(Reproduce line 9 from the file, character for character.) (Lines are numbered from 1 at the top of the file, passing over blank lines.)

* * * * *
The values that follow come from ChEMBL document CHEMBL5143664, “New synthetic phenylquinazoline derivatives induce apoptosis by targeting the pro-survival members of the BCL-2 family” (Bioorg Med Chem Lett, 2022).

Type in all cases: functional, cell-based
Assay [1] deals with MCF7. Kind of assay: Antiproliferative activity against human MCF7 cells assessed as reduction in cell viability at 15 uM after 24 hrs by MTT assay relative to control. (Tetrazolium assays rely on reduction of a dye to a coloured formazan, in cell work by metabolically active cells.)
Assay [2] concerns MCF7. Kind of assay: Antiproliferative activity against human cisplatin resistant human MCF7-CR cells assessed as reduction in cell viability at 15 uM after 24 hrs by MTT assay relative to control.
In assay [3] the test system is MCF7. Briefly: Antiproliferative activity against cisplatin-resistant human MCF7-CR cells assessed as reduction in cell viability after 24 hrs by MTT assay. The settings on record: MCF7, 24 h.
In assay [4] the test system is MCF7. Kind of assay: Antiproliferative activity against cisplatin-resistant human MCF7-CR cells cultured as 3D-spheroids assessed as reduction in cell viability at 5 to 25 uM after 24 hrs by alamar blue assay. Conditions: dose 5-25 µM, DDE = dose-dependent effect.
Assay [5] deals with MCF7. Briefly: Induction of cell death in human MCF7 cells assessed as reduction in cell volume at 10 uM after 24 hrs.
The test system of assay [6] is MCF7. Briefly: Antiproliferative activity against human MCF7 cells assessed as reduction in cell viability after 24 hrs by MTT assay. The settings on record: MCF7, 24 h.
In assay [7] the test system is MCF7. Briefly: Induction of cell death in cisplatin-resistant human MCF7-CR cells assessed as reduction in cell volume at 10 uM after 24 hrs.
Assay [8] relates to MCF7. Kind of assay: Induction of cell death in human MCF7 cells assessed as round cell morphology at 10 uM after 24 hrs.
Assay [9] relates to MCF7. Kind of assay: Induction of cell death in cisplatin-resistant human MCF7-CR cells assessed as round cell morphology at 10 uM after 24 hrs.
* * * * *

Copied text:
In assay [7] the test system is MCF7. Briefly: Induction of cell death in cisplatin-resistant human MCF7-CR cells assessed as reduction in cell volume at 10 uM after 24 hrs.